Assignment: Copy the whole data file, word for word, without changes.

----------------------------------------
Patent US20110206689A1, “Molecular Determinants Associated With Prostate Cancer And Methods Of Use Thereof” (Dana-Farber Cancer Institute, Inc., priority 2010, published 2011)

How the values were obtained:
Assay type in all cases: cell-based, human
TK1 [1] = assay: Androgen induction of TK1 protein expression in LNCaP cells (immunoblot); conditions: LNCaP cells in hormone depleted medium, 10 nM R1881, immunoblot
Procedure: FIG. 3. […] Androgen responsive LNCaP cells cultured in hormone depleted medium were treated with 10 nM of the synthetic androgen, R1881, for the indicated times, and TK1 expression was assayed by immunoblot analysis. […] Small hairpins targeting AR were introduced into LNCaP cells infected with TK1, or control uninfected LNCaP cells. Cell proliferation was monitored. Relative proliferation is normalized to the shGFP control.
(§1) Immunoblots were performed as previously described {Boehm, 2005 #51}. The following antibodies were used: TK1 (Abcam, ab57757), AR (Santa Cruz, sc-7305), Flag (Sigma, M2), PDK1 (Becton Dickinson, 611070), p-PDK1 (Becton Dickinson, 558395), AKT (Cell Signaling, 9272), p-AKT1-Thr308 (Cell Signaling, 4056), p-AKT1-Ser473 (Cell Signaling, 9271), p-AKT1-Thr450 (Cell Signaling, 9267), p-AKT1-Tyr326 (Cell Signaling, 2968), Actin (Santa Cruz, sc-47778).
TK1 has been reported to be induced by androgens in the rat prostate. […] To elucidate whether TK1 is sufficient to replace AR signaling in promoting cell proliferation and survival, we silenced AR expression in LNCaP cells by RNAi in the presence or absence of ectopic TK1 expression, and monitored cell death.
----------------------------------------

Patent US20110206689A1, “Molecular Determinants Associated With Prostate Cancer And Methods Of Use Thereof” (Dana-Farber Cancer Institute, Inc., priority 2010, published 2011)

How the values were obtained:
Assay type in all cases: cell-based, human
TK1 [1] = assay: Androgen induction of TK1 protein expression in LNCaP cells (immunoblot); conditions: LNCaP cells in hormone depleted medium, 10 nM R1881, immunoblot
Procedure: FIG. 3. […] Androgen responsive LNCaP cells cultured in hormone depleted medium were treated with 10 nM of the synthetic androgen, R1881, for the indicated times, and TK1 expression was assayed by immunoblot analysis. […] Small hairpins targeting AR were introduced into LNCaP cells infected with TK1, or control uninfected LNCaP cells. Cell proliferation was monitored. Relative proliferation is normalized to the shGFP control.
(§1) Immunoblots were performed as previously described {Boehm, 2005 #51}. The following antibodies were used: TK1 (Abcam, ab57757), AR (Santa Cruz, sc-7305), Flag (Sigma, M2), PDK1 (Becton Dickinson, 611070), p-PDK1 (Becton Dickinson, 558395), AKT (Cell Signaling, 9272), p-AKT1-Thr308 (Cell Signaling, 4056), p-AKT1-Ser473 (Cell Signaling, 9271), p-AKT1-Thr450 (Cell Signaling, 9267), p-AKT1-Tyr326 (Cell Signaling, 2968), Actin (Santa Cruz, sc-47778).
TK1 has been reported to be induced by androgens in the rat prostate. […] To elucidate whether TK1 is sufficient to replace AR signaling in promoting cell proliferation and survival, we silenced AR expression in LNCaP cells by RNAi in the presence or absence of ectopic TK1 expression, and monitored cell death.